Calculating a return on investment (ROI) helps real estate investors gauge whether a property investment is worthwhile. It allows them to compare one property's potential return to a similar investment, making it an important tool real estate investors can use to make money in the sector.

Here's how to understand and calculate ROI to see if a real estate investment is worth the risk and effort. ROI can help investors determine if real estate investing is right for them.

An infographic showing how to calculate real estate return on investment.
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Understanding real estate return on investment (ROI)

Once you know the basics of real estate investing, ROI helps guide you to making money in the sector.

The basic definition of ROI in real estate is the rate of return an investor expects a real estate investment to produce as a percentage of their cost or investment in the property. The return percentage allows investors to compare various real estate investment options to determine the best opportunity.

ROI is one of several profitability measurements in real estate investing. Other profitability metrics are capitalization rate, internal rate of return (IRR), and cash-on-cash returns. Investors should use several profitability metrics to help determine whether a real estate investment is worthwhile.

How to calculate ROI on real estate

In its simplest form, the formula for calculating ROI in real estate is:

ROI = (Investment Gain - Investment Cost) / Investment Cost

There are two primary methods of calculating ROI using this formula: the cost method and the out-of-pocket method.

Calculating ROI using the cost method

For example, a house flipper buys a property for $500,000 in cash. They spend another $100,000 on repairs and improvements, giving them a total cost of $600,000. Upon completion, they sell the renovated house for $750,000. Here's the ROI for this property using the cost method:

ROI: ($750,000 – $600,000) / $600,000 = 25%

Investors can also use a simple ROI formula to calculate the returns on a rental property. For example, an investor bought a rental property for $500,000 in cash. It generates $35,000 in yearly rental income and has $10,000 in annual costs. Here's the ROI using the cost method:

ROI: ($35,000 - $10,000) / $500,000 = 5%

Calculating ROI using the out-of-pocket method

Many real estate investors prefer to use the out-of-pocket method because it showcases a higher ROI. It calculates the return based on the equity invested in a property.

We'll use the same numbers from the above example. However, instead of paying for the property in cash, we'll assume the investor purchased it with a loan. They invest $50,000 as a down payment, putting their total equity investment at $150,000. Here's the ROI for this property using the out-of-pocket method:

ROI: ($750,000 - $600,000) / $150,000 = 100%

We can also calculate the ROI of a rental property financed with a mortgage. For example, an investor puts $100,000 down on a rental property. It generates $35,000 in annual rental income. Meanwhile, the total costs (including mortgage interest) are $20,000. Here's this property's ROI using the out-of-pocket method:

ROI: ($35,000 - $20,000) / $100,000 = 15%

Those higher returns show the power of leverage to boost returns in real estate investing.

What's a good ROI in real estate?

There isn't a set standard for what makes a good ROI in real estate. It depends on several factors, including property type, interest rates, real estate inflation rates, property risk profile, investment type, leverage, and investor preference.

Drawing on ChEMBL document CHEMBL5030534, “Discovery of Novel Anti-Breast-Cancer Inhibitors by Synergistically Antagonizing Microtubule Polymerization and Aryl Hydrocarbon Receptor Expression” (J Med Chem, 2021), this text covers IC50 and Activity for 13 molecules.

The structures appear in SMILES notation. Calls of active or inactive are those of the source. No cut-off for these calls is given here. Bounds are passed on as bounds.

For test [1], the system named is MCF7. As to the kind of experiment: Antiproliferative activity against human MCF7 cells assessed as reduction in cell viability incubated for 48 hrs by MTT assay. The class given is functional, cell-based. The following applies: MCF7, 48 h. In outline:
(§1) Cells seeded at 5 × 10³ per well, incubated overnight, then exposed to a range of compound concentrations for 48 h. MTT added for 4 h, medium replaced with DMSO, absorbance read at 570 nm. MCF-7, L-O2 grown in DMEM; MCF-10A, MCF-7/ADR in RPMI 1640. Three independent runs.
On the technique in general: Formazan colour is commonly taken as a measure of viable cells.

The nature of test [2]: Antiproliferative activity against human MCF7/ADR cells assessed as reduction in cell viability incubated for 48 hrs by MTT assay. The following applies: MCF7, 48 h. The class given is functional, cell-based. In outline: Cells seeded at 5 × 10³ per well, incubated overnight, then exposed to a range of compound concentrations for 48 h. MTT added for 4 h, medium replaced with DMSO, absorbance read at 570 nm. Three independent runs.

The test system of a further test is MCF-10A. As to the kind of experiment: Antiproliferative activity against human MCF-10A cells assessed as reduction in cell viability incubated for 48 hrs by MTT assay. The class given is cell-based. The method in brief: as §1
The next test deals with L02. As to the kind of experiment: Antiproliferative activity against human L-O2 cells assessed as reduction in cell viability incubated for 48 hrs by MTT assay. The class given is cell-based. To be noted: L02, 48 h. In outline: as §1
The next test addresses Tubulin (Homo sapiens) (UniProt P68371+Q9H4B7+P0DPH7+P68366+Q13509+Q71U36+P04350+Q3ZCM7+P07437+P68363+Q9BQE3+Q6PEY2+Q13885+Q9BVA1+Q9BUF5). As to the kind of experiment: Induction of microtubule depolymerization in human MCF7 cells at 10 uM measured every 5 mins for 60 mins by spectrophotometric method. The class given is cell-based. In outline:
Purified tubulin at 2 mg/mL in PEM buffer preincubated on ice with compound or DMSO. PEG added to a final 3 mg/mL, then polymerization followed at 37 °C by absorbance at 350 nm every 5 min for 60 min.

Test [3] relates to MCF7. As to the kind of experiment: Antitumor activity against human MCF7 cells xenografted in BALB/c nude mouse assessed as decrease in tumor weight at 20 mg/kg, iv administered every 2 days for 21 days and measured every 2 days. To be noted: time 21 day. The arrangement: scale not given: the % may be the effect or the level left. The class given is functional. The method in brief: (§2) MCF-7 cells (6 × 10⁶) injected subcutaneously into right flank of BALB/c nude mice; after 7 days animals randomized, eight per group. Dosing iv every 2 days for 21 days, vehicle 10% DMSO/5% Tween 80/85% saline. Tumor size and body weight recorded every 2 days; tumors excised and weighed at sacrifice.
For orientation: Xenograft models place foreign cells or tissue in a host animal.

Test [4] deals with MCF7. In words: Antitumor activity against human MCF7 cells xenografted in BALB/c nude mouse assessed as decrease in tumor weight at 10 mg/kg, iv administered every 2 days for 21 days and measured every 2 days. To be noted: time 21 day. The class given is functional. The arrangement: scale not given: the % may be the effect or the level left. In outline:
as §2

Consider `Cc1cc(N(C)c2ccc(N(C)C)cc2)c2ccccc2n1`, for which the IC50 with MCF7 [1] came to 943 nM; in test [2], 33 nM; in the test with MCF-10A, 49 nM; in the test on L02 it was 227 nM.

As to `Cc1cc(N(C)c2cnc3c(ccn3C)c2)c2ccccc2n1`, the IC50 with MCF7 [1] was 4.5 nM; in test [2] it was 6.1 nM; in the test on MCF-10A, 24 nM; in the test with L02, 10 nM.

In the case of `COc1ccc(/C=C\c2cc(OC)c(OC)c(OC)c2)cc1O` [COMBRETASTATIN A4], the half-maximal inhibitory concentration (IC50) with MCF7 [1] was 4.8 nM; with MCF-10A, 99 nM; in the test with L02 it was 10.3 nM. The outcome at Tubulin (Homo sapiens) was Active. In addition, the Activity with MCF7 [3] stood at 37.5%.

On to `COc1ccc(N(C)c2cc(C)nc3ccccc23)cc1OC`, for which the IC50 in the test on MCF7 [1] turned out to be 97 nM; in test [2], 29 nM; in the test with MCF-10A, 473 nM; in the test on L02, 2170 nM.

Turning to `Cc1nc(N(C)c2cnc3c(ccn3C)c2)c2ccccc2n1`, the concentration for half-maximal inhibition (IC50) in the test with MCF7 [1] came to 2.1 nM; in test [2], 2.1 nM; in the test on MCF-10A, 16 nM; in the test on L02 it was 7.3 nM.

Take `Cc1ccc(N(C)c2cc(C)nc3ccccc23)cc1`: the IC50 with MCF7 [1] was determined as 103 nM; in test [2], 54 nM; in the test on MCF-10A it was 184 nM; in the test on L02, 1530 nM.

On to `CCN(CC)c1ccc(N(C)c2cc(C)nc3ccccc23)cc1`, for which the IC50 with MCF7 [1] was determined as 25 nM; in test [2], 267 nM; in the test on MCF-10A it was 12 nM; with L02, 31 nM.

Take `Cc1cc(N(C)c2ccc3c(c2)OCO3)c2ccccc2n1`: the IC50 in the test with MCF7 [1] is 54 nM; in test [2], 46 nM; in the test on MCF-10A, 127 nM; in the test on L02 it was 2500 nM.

For example, ground-up developments and value-add projects like a fix-and-flip investment should have a much higher return than a stabilized rental property investment. That's the investor's reward for taking on the additional risk and work associated with this type of real estate investment.

However, a good benchmark is to compare a potential real estate investment's return with other investments. For example, the average stock market return over the last 50 years has been 9.4%. Meanwhile, real estate investment trusts (REITs) have historically performed better than stocks over the long term. An investor would need to earn a total return (income plus price appreciation) above what they could make in the stock market to justify a real estate investment's risk and time commitment. Otherwise, buying an index fund or a REIT ETF would make better sense.

For more income-focused investments, good return benchmarks are the average capitalization rate of similar property types or the rate an investor can earn on risk-free U.S. Treasury bonds. In 2023, cap rates for common property types ranged from 4.9% for multifamily to 6.9% for office. Meanwhile, treasury yields were between 4% and 5%. As such, a good income yield would be above those key benchmarks.

Is investing in real estate right for you?

Real estate investing can earn high returns due in part to the use of leverage. Because of that, they can make great investments.

However, investors need to measure the ROI they can earn on a property investment compared to alternatives to see if it's worthwhile. The return must be high enough compared to a common benchmark or another property to justify the risk (including the associated leverage) and the work (including managing contractors, tenants, and competing repairs).

For some investors, even a high return might not be worth it if they have time constraints and can't manage a property. Because of that, real estate investing isn't for everyone since there are many great alternatives, including investing in REITs.

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